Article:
A mouthguard is a protective and safeguarding device for the mouth that students or athletes wear during outdoor recreational activities. It covers the gums and teeth, protecting them from injury. Mouthguards also act as a barrier between the teeth and cheeks, which lowers the risk of soft tissue damage.
Mouthguards offer a safe, simple, and relatively inexpensive way to help dramatically decrease the risk of oral injuries. Almost all outdoor sport carries a risk of dental injury. These injuries can range from breaking or knocking out teeth to soft tissue injuries to other parts of the mouth like the tongue, lips, and cheeks, requiring emergency dental care.
Mouthguards lower the risk of injury.
Dentists always recommend that children wear a mouthguard when they indulge in a contact sport like football or rugby as playing such sports increases the risk of oral injury. A mouthguard covers the upper teeth and also protects the jaw and mouth.
Mouthguards are affordable and save money
Injury to the mouth, teeth, jaws, or all is painful and difficult for the child, but can also cause a significant dent in the pockets of parents. The cost of emergency dental care is much higher than investing in a mouthguard. In this case, prevention is definitely recommended.
Mouthguard for children with braces
If a child has braces or is undergoing orthodontic treatment, it is even more important that he or she wears a mouthguard while playing sports. Special mouth guards to protect both upper and lower teeth can be custom made by the dentist to accommodate the braces if a child is undergoing orthodontic treatment. It is imperative that children and teens with braces wear customized mouth guards to make sure the fit is right to avoid other problems.
A few things to keep in mind
Stock mouthguards aren't recommended for long-term use - Just like any other medical or health equipment, not all mouthguards are made equal. In this case, generic or cheaper isn’t always good. While stock mouthguards might be less expensive than custom-made mouthguards, they do not provide proper protection. They also may be too tight, uncomfortable, or loose to wear.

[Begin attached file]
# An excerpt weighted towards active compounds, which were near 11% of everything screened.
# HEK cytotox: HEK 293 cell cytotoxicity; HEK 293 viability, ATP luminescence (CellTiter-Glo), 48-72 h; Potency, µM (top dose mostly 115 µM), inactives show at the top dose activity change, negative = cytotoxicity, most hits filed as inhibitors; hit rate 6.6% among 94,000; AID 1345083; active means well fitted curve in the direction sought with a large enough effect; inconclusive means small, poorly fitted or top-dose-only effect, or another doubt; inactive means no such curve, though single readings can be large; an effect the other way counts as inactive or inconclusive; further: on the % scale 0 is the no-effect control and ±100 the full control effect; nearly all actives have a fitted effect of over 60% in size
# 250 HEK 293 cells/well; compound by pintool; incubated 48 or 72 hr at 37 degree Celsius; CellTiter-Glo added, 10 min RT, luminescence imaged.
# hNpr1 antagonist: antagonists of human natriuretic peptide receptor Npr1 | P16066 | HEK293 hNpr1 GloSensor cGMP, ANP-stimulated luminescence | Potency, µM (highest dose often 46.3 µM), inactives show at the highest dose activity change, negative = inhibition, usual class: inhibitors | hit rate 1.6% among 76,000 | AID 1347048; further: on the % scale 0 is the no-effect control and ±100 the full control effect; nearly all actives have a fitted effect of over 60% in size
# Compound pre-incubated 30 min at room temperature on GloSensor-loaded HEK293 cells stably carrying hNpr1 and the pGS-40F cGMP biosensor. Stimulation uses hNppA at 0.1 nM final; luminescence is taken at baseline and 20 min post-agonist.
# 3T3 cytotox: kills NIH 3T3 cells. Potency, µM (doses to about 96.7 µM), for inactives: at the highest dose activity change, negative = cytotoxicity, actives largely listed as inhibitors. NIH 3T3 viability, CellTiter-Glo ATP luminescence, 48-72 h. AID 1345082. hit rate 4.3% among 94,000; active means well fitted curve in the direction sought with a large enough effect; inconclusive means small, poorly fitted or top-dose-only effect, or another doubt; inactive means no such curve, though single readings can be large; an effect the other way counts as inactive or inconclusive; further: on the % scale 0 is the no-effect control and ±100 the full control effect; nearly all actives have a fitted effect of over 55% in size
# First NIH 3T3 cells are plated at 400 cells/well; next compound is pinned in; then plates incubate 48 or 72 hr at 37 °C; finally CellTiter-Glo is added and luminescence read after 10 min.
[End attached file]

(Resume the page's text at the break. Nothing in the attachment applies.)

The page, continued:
Take caring for mouthguards seriously
Keep the mouthguard clean - Regular washing, storing, and keeping your child's mouthguard clean is essential as bacteria might breed in the dark nooks and crannies of the guard. Dentists usually provide an appropriate container with a mouthguard. It is important that you teach your child how to care for and clean their mouthguard properly.
Replace mouthguards every 6 months - Parents must replace a child's mouthguards regularly on time as they tend to lose their shape, especially when they are used for more than 6 months. Set a reminder and also keep a check. See if the mouthguard fits properly and if it is loose, then change it even if it is before 6 months.
Dental trauma from sporting injury can include damage to the tooth nerve. It can also result in a broken jaw, a cracked or knocked-out tooth, or damage to the lips and tongue. The injury could also be even more serious. So, make sure that if your child plays any sort of sport where these types of injuries can occur, they wear a mouthguard.
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